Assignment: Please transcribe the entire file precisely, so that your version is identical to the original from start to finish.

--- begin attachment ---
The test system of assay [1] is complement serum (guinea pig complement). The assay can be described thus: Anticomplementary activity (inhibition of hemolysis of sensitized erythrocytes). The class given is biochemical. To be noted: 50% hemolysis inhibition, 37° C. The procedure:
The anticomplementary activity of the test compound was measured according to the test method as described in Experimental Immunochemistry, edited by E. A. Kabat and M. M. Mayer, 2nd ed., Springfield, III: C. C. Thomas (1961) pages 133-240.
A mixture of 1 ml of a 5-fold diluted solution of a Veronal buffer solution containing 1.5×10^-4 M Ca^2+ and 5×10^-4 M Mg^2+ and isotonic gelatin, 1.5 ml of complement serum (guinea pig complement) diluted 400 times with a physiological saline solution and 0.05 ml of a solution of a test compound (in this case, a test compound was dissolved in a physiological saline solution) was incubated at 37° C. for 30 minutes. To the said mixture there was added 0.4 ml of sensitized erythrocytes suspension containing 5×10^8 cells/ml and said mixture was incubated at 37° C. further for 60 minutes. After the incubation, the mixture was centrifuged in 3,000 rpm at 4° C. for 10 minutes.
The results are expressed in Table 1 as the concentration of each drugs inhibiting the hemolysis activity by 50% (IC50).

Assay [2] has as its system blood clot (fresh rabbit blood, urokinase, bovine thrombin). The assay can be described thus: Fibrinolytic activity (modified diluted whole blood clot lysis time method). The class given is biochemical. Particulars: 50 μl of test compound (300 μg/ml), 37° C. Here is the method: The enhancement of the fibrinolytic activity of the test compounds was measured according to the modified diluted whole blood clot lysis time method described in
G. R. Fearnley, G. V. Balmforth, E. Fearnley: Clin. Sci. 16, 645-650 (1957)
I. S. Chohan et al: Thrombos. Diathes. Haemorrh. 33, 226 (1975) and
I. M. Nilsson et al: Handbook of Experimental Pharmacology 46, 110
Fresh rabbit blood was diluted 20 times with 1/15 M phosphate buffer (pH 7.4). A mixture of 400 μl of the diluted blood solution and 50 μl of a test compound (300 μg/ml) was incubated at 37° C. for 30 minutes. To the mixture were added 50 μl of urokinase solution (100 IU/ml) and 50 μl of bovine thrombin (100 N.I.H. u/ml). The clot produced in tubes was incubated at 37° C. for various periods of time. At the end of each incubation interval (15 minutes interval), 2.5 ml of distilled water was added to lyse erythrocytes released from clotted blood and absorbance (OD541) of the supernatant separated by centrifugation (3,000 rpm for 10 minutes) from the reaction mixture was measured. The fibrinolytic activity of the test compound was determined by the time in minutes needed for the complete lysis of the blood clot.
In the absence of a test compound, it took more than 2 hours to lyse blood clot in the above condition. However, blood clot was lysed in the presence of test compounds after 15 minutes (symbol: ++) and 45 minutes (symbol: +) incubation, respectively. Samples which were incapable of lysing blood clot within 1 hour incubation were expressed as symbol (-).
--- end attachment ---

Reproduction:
The test system of assay [1] is complement serum (guinea pig complement). The assay can be described thus: Anticomplementary activity (inhibition of hemolysis of sensitized erythrocytes). The class given is biochemical. To be noted: 50% hemolysis inhibition, 37° C. The procedure:
The anticomplementary activity of the test compound was measured according to the test method as described in Experimental Immunochemistry, edited by E. A. Kabat and M. M. Mayer, 2nd ed., Springfield, III: C. C. Thomas (1961) pages 133-240.
A mixture of 1 ml of a 5-fold diluted solution of a Veronal buffer solution containing 1.5×10^-4 M Ca^2+ and 5×10^-4 M Mg^2+ and isotonic gelatin, 1.5 ml of complement serum (guinea pig complement) diluted 400 times with a physiological saline solution and 0.05 ml of a solution of a test compound (in this case, a test compound was dissolved in a physiological saline solution) was incubated at 37° C. for 30 minutes. To the said mixture there was added 0.4 ml of sensitized erythrocytes suspension containing 5×10^8 cells/ml and said mixture was incubated at 37° C. further for 60 minutes. After the incubation, the mixture was centrifuged in 3,000 rpm at 4° C. for 10 minutes.
The results are expressed in Table 1 as the concentration of each drugs inhibiting the hemolysis activity by 50% (IC50).

Assay [2] has as its system blood clot (fresh rabbit blood, urokinase, bovine thrombin). The assay can be described thus: Fibrinolytic activity (modified diluted whole blood clot lysis time method). The class given is biochemical. Particulars: 50 μl of test compound (300 μg/ml), 37° C. Here is the method: The enhancement of the fibrinolytic activity of the test compounds was measured according to the modified diluted whole blood clot lysis time method described in
G. R. Fearnley, G. V. Balmforth, E. Fearnley: Clin. Sci. 16, 645-650 (1957)
I. S. Chohan et al: Thrombos. Diathes. Haemorrh. 33, 226 (1975) and
I. M. Nilsson et al: Handbook of Experimental Pharmacology 46, 110
Fresh rabbit blood was diluted 20 times with 1/15 M phosphate buffer (pH 7.4). A mixture of 400 μl of the diluted blood solution and 50 μl of a test compound (300 μg/ml) was incubated at 37° C. for 30 minutes. To the mixture were added 50 μl of urokinase solution (100 IU/ml) and 50 μl of bovine thrombin (100 N.I.H. u/ml). The clot produced in tubes was incubated at 37° C. for various periods of time. At the end of each incubation interval (15 minutes interval), 2.5 ml of distilled water was added to lyse erythrocytes released from clotted blood and absorbance (OD541) of the supernatant separated by centrifugation (3,000 rpm for 10 minutes) from the reaction mixture was measured. The fibrinolytic activity of the test compound was determined by the time in minutes needed for the complete lysis of the blood clot.
In the absence of a test compound, it took more than 2 hours to lyse blood clot in the above condition. However, blood clot was lysed in the presence of test compounds after 15 minutes (symbol: ++) and 45 minutes (symbol: +) incubation, respectively. Samples which were incapable of lysing blood clot within 1 hour incubation were expressed as symbol (-).